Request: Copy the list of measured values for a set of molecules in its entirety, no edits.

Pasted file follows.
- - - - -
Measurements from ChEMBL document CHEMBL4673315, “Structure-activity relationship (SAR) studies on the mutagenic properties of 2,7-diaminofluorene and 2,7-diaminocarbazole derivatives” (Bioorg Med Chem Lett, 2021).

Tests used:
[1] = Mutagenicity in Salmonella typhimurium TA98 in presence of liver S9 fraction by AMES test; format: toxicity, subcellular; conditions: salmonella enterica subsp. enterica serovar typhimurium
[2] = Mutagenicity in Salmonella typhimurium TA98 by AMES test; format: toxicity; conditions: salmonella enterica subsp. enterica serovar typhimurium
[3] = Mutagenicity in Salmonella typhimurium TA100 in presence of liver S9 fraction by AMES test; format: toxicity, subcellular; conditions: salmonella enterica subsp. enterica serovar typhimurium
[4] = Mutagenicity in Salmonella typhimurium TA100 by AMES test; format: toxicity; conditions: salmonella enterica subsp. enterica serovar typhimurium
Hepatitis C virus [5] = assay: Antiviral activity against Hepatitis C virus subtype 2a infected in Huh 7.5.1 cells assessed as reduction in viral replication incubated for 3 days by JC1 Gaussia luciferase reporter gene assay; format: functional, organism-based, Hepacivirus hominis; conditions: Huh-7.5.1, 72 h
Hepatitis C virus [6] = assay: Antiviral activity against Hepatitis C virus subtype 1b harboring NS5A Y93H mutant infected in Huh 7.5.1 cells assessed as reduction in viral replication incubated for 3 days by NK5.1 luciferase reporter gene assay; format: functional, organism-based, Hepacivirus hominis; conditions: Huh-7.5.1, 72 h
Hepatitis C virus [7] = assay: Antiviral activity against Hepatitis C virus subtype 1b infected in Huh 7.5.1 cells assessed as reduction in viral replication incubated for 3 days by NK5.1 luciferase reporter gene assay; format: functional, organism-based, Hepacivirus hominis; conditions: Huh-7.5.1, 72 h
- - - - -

Measurements from ChEMBL document CHEMBL4673315, “Structure-activity relationship (SAR) studies on the mutagenic properties of 2,7-diaminofluorene and 2,7-diaminocarbazole derivatives” (Bioorg Med Chem Lett, 2021).

Tests used:
[1] = Mutagenicity in Salmonella typhimurium TA98 in presence of liver S9 fraction by AMES test; format: toxicity, subcellular; conditions: salmonella enterica subsp. enterica serovar typhimurium
[2] = Mutagenicity in Salmonella typhimurium TA98 by AMES test; format: toxicity; conditions: salmonella enterica subsp. enterica serovar typhimurium
[3] = Mutagenicity in Salmonella typhimurium TA100 in presence of liver S9 fraction by AMES test; format: toxicity, subcellular; conditions: salmonella enterica subsp. enterica serovar typhimurium
[4] = Mutagenicity in Salmonella typhimurium TA100 by AMES test; format: toxicity; conditions: salmonella enterica subsp. enterica serovar typhimurium
Hepatitis C virus [5] = assay: Antiviral activity against Hepatitis C virus subtype 2a infected in Huh 7.5.1 cells assessed as reduction in viral replication incubated for 3 days by JC1 Gaussia luciferase reporter gene assay; format: functional, organism-based, Hepacivirus hominis; conditions: Huh-7.5.1, 72 h
Hepatitis C virus [6] = assay: Antiviral activity against Hepatitis C virus subtype 1b harboring NS5A Y93H mutant infected in Huh 7.5.1 cells assessed as reduction in viral replication incubated for 3 days by NK5.1 luciferase reporter gene assay; format: functional, organism-based, Hepacivirus hominis; conditions: Huh-7.5.1, 72 h
Hepatitis C virus [7] = assay: Antiviral activity against Hepatitis C virus subtype 1b infected in Huh 7.5.1 cells assessed as reduction in viral replication incubated for 3 days by NK5.1 luciferase reporter gene assay; format: functional, organism-based, Hepacivirus hominis; conditions: Huh-7.5.1, 72 h